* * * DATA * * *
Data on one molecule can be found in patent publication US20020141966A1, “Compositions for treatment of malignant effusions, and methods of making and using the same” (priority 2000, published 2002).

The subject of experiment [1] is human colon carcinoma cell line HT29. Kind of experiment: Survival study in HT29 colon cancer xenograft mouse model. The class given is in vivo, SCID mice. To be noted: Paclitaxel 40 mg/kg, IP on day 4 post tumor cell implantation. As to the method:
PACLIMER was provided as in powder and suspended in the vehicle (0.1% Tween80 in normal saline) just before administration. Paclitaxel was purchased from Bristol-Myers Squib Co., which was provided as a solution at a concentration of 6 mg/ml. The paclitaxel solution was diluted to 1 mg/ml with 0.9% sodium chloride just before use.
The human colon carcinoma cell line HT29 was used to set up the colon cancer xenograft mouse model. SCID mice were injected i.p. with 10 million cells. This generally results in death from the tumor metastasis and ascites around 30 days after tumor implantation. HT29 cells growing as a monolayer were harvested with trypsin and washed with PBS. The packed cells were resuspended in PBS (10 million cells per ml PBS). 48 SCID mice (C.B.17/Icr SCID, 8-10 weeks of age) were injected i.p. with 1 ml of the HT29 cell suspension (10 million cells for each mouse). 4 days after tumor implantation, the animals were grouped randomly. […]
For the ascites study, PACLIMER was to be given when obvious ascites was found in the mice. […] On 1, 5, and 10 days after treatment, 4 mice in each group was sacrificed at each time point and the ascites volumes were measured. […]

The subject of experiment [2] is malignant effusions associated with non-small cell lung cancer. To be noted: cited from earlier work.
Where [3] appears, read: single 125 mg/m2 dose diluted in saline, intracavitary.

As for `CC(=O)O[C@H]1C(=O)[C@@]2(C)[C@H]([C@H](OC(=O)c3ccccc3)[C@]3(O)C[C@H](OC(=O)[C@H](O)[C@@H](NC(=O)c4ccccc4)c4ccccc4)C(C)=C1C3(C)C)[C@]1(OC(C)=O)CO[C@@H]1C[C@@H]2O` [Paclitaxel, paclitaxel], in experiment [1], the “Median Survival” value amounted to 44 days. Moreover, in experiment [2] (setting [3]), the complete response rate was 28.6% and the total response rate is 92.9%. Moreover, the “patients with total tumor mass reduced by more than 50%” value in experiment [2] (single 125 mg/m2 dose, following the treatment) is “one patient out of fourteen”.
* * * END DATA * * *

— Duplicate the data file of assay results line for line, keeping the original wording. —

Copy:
Data on one molecule can be found in patent publication US20020141966A1, “Compositions for treatment of malignant effusions, and methods of making and using the same” (priority 2000, published 2002).

The subject of experiment [1] is human colon carcinoma cell line HT29. Kind of experiment: Survival study in HT29 colon cancer xenograft mouse model. The class given is in vivo, SCID mice. To be noted: Paclitaxel 40 mg/kg, IP on day 4 post tumor cell implantation. As to the method:
PACLIMER was provided as in powder and suspended in the vehicle (0.1% Tween80 in normal saline) just before administration. Paclitaxel was purchased from Bristol-Myers Squib Co., which was provided as a solution at a concentration of 6 mg/ml. The paclitaxel solution was diluted to 1 mg/ml with 0.9% sodium chloride just before use.
The human colon carcinoma cell line HT29 was used to set up the colon cancer xenograft mouse model. SCID mice were injected i.p. with 10 million cells. This generally results in death from the tumor metastasis and ascites around 30 days after tumor implantation. HT29 cells growing as a monolayer were harvested with trypsin and washed with PBS. The packed cells were resuspended in PBS (10 million cells per ml PBS). 48 SCID mice (C.B.17/Icr SCID, 8-10 weeks of age) were injected i.p. with 1 ml of the HT29 cell suspension (10 million cells for each mouse). 4 days after tumor implantation, the animals were grouped randomly. […]
For the ascites study, PACLIMER was to be given when obvious ascites was found in the mice. […] On 1, 5, and 10 days after treatment, 4 mice in each group was sacrificed at each time point and the ascites volumes were measured. […]

The subject of experiment [2] is malignant effusions associated with non-small cell lung cancer. To be noted: cited from earlier work.
Where [3] appears, read: single 125 mg/m2 dose diluted in saline, intracavitary.

As for `CC(=O)O[C@H]1C(=O)[C@@]2(C)[C@H]([C@H](OC(=O)c3ccccc3)[C@]3(O)C[C@H](OC(=O)[C@H](O)[C@@H](NC(=O)c4ccccc4)c4ccccc4)C(C)=C1C3(C)C)[C@]1(OC(C)=O)CO[C@@H]1C[C@@H]2O` [Paclitaxel, paclitaxel], in experiment [1], the “Median Survival” value amounted to 44 days. Moreover, in experiment [2] (setting [3]), the complete response rate was 28.6% and the total response rate is 92.9%. Moreover, the “patients with total tumor mass reduced by more than 50%” value in experiment [2] (single 125 mg/m2 dose, following the treatment) is “one patient out of fourteen”.